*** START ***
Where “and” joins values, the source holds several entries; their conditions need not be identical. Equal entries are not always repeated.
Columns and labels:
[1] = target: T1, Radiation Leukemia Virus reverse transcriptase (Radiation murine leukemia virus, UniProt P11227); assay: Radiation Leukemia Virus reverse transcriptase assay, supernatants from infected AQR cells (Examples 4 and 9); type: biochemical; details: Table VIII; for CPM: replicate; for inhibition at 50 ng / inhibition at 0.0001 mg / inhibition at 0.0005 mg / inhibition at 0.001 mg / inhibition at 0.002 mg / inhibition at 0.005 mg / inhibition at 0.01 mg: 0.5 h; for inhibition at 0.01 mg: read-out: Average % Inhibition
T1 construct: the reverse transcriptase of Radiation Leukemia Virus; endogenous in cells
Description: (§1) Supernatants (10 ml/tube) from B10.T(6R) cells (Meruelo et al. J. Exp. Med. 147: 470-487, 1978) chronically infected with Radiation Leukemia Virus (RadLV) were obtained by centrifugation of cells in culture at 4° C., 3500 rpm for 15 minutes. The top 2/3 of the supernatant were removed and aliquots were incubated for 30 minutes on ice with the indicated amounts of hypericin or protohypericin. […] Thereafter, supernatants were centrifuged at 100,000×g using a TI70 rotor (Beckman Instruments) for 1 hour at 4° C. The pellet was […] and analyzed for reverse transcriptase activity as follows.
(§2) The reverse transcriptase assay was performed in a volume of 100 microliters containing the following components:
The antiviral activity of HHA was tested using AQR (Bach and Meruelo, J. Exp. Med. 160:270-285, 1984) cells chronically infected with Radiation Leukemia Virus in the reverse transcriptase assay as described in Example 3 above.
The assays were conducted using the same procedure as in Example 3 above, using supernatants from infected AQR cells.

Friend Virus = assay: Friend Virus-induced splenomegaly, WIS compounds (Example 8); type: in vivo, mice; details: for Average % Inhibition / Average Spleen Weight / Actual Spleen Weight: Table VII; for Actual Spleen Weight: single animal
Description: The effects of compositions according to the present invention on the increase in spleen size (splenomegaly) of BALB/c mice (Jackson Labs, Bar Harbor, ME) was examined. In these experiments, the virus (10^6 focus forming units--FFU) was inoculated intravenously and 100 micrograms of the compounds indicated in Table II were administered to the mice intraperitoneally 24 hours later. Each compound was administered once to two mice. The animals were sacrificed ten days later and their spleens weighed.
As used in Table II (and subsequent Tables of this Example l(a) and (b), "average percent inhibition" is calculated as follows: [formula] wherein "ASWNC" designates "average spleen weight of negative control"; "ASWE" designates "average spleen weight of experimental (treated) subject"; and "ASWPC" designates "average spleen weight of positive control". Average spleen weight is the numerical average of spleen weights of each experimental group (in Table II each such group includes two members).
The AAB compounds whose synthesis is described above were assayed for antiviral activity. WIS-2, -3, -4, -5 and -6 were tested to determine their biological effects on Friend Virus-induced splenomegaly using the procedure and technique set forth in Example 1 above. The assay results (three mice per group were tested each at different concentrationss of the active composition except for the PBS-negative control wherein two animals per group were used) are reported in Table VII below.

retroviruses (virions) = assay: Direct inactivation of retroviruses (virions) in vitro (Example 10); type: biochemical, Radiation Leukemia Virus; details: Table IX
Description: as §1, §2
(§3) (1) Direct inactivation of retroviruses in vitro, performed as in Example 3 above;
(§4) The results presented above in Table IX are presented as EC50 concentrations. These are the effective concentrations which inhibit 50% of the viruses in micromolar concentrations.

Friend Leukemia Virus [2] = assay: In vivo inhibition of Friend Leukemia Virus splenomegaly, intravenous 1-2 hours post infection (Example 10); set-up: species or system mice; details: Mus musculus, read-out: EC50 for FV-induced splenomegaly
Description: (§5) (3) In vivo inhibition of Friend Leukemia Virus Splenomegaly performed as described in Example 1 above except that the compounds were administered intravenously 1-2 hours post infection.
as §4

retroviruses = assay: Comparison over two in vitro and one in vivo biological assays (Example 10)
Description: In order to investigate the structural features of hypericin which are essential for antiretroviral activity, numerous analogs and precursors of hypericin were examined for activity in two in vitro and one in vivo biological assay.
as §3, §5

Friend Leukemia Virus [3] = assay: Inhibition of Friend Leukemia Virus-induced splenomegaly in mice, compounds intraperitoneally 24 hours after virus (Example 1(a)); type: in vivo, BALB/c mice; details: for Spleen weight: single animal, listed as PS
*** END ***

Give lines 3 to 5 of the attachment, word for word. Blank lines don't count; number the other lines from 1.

[1] = target: T1, Radiation Leukemia Virus reverse transcriptase (Radiation murine leukemia virus, UniProt P11227); assay: Radiation Leukemia Virus reverse transcriptase assay, supernatants from infected AQR cells (Examples 4 and 9); type: biochemical; details: Table VIII; for CPM: replicate; for inhibition at 50 ng / inhibition at 0.0001 mg / inhibition at 0.0005 mg / inhibition at 0.001 mg / inhibition at 0.002 mg / inhibition at 0.005 mg / inhibition at 0.01 mg: 0.5 h; for inhibition at 0.01 mg: read-out: Average % Inhibition
T1 construct: the reverse transcriptase of Radiation Leukemia Virus; endogenous in cells
Description: (§1) Supernatants (10 ml/tube) from B10.T(6R) cells (Meruelo et al. J. Exp. Med. 147: 470-487, 1978) chronically infected with Radiation Leukemia Virus (RadLV) were obtained by centrifugation of cells in culture at 4° C., 3500 rpm for 15 minutes. The top 2/3 of the supernatant were removed and aliquots were incubated for 30 minutes on ice with the indicated amounts of hypericin or protohypericin. […] Thereafter, supernatants were centrifuged at 100,000×g using a TI70 rotor (Beckman Instruments) for 1 hour at 4° C. The pellet was […] and analyzed for reverse transcriptase activity as follows.